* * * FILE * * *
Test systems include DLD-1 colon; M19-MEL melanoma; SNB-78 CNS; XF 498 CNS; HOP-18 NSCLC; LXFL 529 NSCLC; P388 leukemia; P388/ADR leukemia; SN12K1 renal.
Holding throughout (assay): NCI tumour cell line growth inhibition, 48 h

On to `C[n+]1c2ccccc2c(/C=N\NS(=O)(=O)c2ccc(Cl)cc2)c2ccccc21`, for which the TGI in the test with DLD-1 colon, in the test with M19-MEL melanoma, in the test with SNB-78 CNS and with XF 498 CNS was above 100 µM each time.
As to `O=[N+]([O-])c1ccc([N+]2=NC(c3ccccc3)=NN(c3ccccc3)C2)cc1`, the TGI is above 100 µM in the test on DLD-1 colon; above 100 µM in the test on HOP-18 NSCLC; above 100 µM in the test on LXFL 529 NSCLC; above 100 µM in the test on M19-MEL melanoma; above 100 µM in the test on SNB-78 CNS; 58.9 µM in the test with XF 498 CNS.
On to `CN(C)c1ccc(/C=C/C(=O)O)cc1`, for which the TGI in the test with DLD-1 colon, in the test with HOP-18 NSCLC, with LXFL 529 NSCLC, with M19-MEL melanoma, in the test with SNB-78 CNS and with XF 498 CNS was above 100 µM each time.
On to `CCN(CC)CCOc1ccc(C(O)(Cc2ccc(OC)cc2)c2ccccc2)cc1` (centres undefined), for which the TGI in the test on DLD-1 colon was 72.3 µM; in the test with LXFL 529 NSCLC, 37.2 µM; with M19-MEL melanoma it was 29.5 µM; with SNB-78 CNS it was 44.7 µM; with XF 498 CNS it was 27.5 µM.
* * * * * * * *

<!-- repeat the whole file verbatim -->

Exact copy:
Test systems include DLD-1 colon; M19-MEL melanoma; SNB-78 CNS; XF 498 CNS; HOP-18 NSCLC; LXFL 529 NSCLC; P388 leukemia; P388/ADR leukemia; SN12K1 renal.
Holding throughout (assay): NCI tumour cell line growth inhibition, 48 h

On to `C[n+]1c2ccccc2c(/C=N\NS(=O)(=O)c2ccc(Cl)cc2)c2ccccc21`, for which the TGI in the test with DLD-1 colon, in the test with M19-MEL melanoma, in the test with SNB-78 CNS and with XF 498 CNS was above 100 µM each time.
As to `O=[N+]([O-])c1ccc([N+]2=NC(c3ccccc3)=NN(c3ccccc3)C2)cc1`, the TGI is above 100 µM in the test on DLD-1 colon; above 100 µM in the test on HOP-18 NSCLC; above 100 µM in the test on LXFL 529 NSCLC; above 100 µM in the test on M19-MEL melanoma; above 100 µM in the test on SNB-78 CNS; 58.9 µM in the test with XF 498 CNS.
On to `CN(C)c1ccc(/C=C/C(=O)O)cc1`, for which the TGI in the test with DLD-1 colon, in the test with HOP-18 NSCLC, with LXFL 529 NSCLC, with M19-MEL melanoma, in the test with SNB-78 CNS and with XF 498 CNS was above 100 µM each time.
On to `CCN(CC)CCOc1ccc(C(O)(Cc2ccc(OC)cc2)c2ccccc2)cc1` (centres undefined), for which the TGI in the test on DLD-1 colon was 72.3 µM; in the test with LXFL 529 NSCLC, 37.2 µM; with M19-MEL melanoma it was 29.5 µM; with SNB-78 CNS it was 44.7 µM; with XF 498 CNS it was 27.5 µM.